“I had a dream, but the dream died.” - Kiss It Goodbye
Remember punk rock? You know, the stuff that was gonna end modern life as we know it and turn your kids into “foul-mouthed yobs” with safety pins through their cheeks? It’s all pretty hazy now that the Class of ‘77 are mostly fat grandpas, but there was a time when rock n’ roll leapt like a feral fanged beast from the cozy confines of bloated 70’s AOR and tore a hole through the very fabric of society.
Punk detonated like a bomb over London and spread the nauseous news worldwide at 45 rpm. It was the first time since the 1950s that people were actually afraid of music, afraid of two-minute nihilistic rock n’ roll songs spat out by working class brats with drug habits and anger management issues. You could keep your peace and love, punk brought blood and fire. It was pretty fucking great, man. Of course, the Sex Pistols and the Clash get the lion’s share of the credit, and everybody knows the Ramones were at it since ‘74, and if you really wanna get crazy, you can go back to the Sonics and blame them. But punk had many lesser heroes, including painter/writer/yeller Ian “Knox” Carnochan.
Knox formed the Vibrators in 1976. They’re still around today. They’ve released twenty goddamn records, pretty much all of them completely under the radar. The last time they made a real splash was probably in 1978, when their single Automatic Lover hit the bottom half of the Top 40 in the UK. They did not invent punk, they did not destroy any fascist regimes, they did not turn your children against you, but they did write a bunch of fun, buzzy rock n’ roll songs that reeked of teenage lust and city-boy blues. There is no doubt that the Vibrators belong in any discussion about first wave British punk. They were punk as fuck.
Except they weren’t, really. I mean, just listen to any of their early singles. The Vibrators were basically glammy pub-rock, like Slade or Rose Tattoo on diet pills. So it wasn’t a huge leap when Knox took a detour in the mid 80s and went glam for a good three or four years. What was surprising is the band he got to back him up: Finnish glitter kids Hanoi Rocks, the reluctant architects of the entire flash metal movement.
Hanoi moved from Helsinki to London in the early 80s to, you know, make it. Mostly they starved, but they did record the seminal Back to Mystery City record and essentially restored rock’n’roll order in that town. LA soon caught wind of the Cosmic Ted and the Flashing Psychedelic Kid, and went full-tilt gonzo with it. Hanoi Rocks have emphatically stated, many times, that they do not want to be responsible for Faster Pussycat or Pretty Boy Floyd or Diamond Rexx or Trixter, but they did invent them all. No disputing that. But that’s a story for another day. Back to Knox.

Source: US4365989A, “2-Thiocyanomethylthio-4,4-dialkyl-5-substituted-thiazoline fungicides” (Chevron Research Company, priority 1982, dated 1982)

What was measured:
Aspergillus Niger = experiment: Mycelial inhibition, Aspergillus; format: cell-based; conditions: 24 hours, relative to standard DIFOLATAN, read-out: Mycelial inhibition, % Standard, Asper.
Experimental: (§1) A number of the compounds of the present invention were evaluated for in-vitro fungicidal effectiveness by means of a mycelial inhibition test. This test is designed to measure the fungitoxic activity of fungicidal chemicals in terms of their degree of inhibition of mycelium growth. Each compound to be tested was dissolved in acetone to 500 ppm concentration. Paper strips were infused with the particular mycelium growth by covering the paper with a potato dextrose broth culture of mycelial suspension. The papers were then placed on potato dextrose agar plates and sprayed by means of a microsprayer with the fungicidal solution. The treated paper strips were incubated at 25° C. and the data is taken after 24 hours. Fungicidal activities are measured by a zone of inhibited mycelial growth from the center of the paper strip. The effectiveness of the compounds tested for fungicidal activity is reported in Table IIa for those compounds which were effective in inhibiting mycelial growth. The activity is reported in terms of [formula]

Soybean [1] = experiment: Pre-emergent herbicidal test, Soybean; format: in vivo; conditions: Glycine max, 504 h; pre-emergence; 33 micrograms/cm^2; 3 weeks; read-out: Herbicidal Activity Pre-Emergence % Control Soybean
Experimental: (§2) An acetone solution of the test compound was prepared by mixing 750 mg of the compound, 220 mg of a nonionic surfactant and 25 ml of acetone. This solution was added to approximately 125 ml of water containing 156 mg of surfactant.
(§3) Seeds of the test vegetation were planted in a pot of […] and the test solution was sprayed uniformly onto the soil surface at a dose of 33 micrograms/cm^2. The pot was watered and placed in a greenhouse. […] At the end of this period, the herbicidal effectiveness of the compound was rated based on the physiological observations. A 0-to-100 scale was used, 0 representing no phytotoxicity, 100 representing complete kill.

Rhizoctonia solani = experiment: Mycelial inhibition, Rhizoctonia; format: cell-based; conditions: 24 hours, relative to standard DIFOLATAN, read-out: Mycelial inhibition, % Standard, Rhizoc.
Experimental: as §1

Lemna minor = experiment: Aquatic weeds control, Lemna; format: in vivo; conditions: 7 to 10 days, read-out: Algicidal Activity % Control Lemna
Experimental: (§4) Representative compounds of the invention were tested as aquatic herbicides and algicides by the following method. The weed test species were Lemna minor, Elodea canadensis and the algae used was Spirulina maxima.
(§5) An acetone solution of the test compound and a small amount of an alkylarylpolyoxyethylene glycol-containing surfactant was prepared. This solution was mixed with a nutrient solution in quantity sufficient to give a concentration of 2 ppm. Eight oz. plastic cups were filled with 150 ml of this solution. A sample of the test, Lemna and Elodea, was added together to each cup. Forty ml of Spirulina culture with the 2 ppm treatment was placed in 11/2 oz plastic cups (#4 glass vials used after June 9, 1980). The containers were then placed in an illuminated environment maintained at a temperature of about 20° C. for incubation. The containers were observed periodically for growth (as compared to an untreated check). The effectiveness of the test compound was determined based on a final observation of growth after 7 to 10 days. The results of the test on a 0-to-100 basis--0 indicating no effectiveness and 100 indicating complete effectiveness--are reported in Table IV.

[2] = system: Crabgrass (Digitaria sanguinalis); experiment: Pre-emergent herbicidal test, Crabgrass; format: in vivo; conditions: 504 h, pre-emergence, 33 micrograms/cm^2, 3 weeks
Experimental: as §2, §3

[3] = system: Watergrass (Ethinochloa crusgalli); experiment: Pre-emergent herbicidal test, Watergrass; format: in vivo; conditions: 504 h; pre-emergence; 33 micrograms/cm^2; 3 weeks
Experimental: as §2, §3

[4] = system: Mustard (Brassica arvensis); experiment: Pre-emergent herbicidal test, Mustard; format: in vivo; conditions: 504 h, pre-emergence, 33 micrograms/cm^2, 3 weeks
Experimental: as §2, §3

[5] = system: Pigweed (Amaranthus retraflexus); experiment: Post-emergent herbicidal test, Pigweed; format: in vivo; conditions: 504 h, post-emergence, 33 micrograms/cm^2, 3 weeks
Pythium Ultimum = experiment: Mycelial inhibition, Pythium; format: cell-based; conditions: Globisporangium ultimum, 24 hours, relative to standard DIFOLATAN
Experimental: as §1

So Knox wants to make a glam record, but his band are all scuzzy punk rockers. He happens to have the same manager as Hanoi Rocks, who suggests Knox record his new album with them. I’m not even sure how they had the time, seeing as they were touring Japan and writing/recording Two Steps From the Move at the same time, but what the hell, sure Knox, Hanoi Rocks will play on your record, why not? And so, couple months later, Fallen Angels.
Sure, Knox wrote the songs on the album, but they sound exactly like Hanoi Rock songs. In fact, Knox’s loose-lipped drawl basically sounds like Razzle, or maybe Razzle doing an Ace Frehley impression, at least. What’s remarkable is how fresh and vital it still sounds. Everybody was in their prime, and songs like Inner Planet Love, Amphetamine Blue, and the groovy Cuckoo Land practically throb with manic energy and gunslinger cool. There were a lot of Johnny Thunders rip-off albums in the 80’s – Hanoi made a couple themselves – but this is one of the all-time best. Every song’s a hit.
Of course, Hanoi Rocks were pretty busy in 1984, so Knox was on his own to find a pick-up band to play the songs live. So that’s what he did. Fallen Angels made a couple more records, too. There were less Hanoi members on each. Only Nasty Suicide was on the last one. They’re hard to come by. but are reportedly a lot poppier than the first one. Fallen Angels didn’t play out all that often and in hindsight, seems more like a studio project than anything else. Still, for hardcore Hanoi Rocks fans (are there any other kind?), the first album is a fascinating and rewarding side-trip into another universe, one where Mike Monroe sticks to the sax and lets some skinny punk rocker take the lead. It’s like if there was an episode of the Simpsons where Homer’s voice is replaced by Christopher Walken. It wouldn’t be your favorite, but you’d watch it every time it was on, right?
The Vibrators are still around. Sometimes Knox is in, sometimes he’s solo. Hanoi Rocks remain broken-up. But I believe everything’s gonna be alright anyway.
Next week: Hollywood’s darkest secret